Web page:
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Ricky Ricardo, master of relationship game

03 Apr

One of the things about game is the mind-opening possibilities that the choice offers. I confess to being amused when first stumbling on the ‘sphere back in 09. There was now a whole body of research and field reports on the mastery of picking up and (cover your eyes, blushing brides!) bangin’ hordes of young, no-longer-nubile (if the Social Pathologist is to be believed) women. This being an activity not of interest to me, it appeared to be a passing amusement, like one might spend a day reading randomly on Wikipedia.

Then I stumbled on the single most important post ever made in the whole ‘sphere, Relationship Game: A Reader’s Journey. (I’m not going to link it, because you ALL had better have it bookmarked.) I know that this saved at least one life of a person I sent it to, and it should be required reading of EVERY married man. I went along the path, finding Dave in Hawaii, with his explanation of the terminology of “the red pill.”

The red pill doesn’t just help with relationships, however, or helping to see how to avoid bad ones. As Carnivore wrote, a knowledge of game is essential to understanding many classic operas. I had my own moment watching Rigoletto. Scales dropped from my eyes, and I could understand ALL the coded messages that were in that piece. (An earlier understanding of that piece is similar to the views of the writer of this piece.) The Duke, a carefree Alpha, gets away with crap no one else can; the denuded betas can complain, but cannot act as he does. Learning the theory of game gave me a visit to a brand new opera that night, and it has continued.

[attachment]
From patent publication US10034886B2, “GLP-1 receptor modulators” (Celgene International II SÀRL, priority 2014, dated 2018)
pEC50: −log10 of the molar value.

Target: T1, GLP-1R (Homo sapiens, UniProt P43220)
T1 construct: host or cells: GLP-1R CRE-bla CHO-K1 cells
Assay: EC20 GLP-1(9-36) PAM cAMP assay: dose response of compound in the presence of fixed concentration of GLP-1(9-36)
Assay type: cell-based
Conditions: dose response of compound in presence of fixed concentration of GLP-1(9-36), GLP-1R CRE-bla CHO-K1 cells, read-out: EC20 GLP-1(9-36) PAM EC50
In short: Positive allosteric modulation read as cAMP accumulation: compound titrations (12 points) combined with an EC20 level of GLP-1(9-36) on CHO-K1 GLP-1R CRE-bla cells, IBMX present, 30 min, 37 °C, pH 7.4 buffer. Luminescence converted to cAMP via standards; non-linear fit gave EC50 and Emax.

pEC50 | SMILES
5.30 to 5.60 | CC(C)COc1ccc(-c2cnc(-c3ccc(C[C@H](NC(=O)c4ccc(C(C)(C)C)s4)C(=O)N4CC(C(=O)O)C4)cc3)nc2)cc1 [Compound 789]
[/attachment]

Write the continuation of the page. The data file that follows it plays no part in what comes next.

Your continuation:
But game is like the secret decoder ring to just about ANY artwork from before the triumph of Cultural Marxism in the 60s. Consider I love Lucy. (Question: does Lucy love me? Ah, there’s the rub.) I NEVER found it funny, NEVER. As I explained to an older Boomer friend years ago, Lucy’s antics are not funny to a Gen-Xer like me. Dysfunction and disorder were the norm to my generation, and recall that comedy is a tragedy that happens to SOMEONE ELSE. I never laughed at ditzy, dysfunctional stuff because I grew up in a society that had lost its freaking mind (now, having read the Fourth Turning [see Grerp's excellent overview], I understand that underprotecting children like those of my generation is NECESSARY to spawn a generation of cynical, disaffected middle-aged people with no love or loyalty to the society that did not protect them so that they will make the hard decisions necessary in a crisis to build a better world for the next generation) Dysfunction, I told him, was only funny to the Boomers of the 50s who grew up in a relatively normal, stable society. (One tidbit from the Fourth Turning: the Boom was the only time in history when college-educated women had more children than lesser-educated women.)

Now I know that I had only part of the story when I talked to him. This past weekend, I chanced to have the idiot box on (and television use is DYING among the young; read this excellent article to understand why) while working on my laptop, and I Love Lucy went on in the background. Too lazy to mute it, Ricky and family came through my bubble into my brain. And I laughed. Oh, my, did I laugh. Because now I understood.